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 Andy Murray parts ways with his coach after they both become parents 

Andy Murray and Amélie Mauresmo (Getty)

New mother Amélie Mauresmo had been unusual in professional tennis circles, where there are few women coaches

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By Lynn Enright on

Andy Murray has stopped working with his coach, Amélie Mauresmo, following the birth of her son. Mauresmo had been the first woman coach of a top male player, working with Murray for the past two years as he secured seven major titles (but no Grand Slams).

Thirty-six-year-old Mauresmo, a former world number one, gave birth to a son, Aaron, last summer, while Murray, who turns 29 this month, became a first-time father earlier this year. The demands of parenting appeared to have changed their working relationship and, although they were supposed to spend 25 weeks per year together training, so far this year they have spent just six. 

In a joint statement about the end of their association, Mauresmo said dedicating time and travel "has been a challenge". 

The issue of Mauresmo’s gender had long been a talking point, and writing in the Guardian, tennis correspondent Kevin Mitchell said: “[The relationship between Murray and Mauresmo] was a friendship as much as a partnership and in the face of some low-grade chauvinism, they grew closer. That they would both become parents strengthened the bond.

“Murray, invariably a straight talker, did not shy away from the subject of gender although Mauresmo often diplomatically tapped it into the shrubbery. Murray’s view was that he had been around women all his life in tennis – his mother, Judy, strongly to the fore from an early age – and could see no reason why Mauresmo’s deep knowledge of strategy and tactics could not be a good fit for him.”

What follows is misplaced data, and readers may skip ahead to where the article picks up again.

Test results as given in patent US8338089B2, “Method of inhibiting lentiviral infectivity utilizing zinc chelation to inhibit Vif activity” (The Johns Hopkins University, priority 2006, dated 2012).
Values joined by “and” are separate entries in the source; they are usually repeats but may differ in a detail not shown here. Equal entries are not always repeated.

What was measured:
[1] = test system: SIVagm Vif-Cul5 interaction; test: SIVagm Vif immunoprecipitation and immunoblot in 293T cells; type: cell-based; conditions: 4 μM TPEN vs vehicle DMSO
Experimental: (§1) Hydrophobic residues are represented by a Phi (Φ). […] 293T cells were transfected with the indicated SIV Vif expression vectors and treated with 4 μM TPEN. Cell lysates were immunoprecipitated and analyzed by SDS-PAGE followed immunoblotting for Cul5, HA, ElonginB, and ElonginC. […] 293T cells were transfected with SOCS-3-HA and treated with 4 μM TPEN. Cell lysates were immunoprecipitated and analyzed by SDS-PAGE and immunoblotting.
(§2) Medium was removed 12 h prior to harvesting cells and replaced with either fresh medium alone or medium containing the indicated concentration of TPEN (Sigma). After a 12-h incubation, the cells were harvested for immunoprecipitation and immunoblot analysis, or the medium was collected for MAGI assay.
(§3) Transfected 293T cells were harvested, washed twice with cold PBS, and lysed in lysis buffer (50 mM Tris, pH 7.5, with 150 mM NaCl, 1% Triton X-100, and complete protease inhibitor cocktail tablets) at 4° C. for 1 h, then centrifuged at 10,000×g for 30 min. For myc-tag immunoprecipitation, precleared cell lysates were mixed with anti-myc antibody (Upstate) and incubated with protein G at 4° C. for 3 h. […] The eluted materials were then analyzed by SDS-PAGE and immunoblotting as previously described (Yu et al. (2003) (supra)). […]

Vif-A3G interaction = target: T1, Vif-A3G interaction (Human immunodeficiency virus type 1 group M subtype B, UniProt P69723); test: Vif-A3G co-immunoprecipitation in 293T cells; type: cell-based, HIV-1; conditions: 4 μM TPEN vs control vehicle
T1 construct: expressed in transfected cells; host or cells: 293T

Mauresmo's search for the correct work/life balance appears to have been behind the split 

Mitchell suggests that although the pair are saying that their parting was mutual, it was unlikely to be so, and that the “educated guess” would be that Mauresmo decided to call time on the relationship. 

The Daily Mail says that Mauresmo's “search for the correct work/life balance appears to have been behind the split in her groundbreaking coaching arrangement with Andy Murray”. 

Last year, I wrote that the sports press were behaving as though parenthood is something that only happens to women, when they reported on the impending birth of Murray’s first child with his wife, Kim Sears. And, with the news that Murray and Mauresmo have ceased their relationship, the spotlight is once again on the differing work/life sacrifices men and women are prepared to make when they become parents. 

@lynnenright

Andy Murray and Amélie Mauresmo (Getty)
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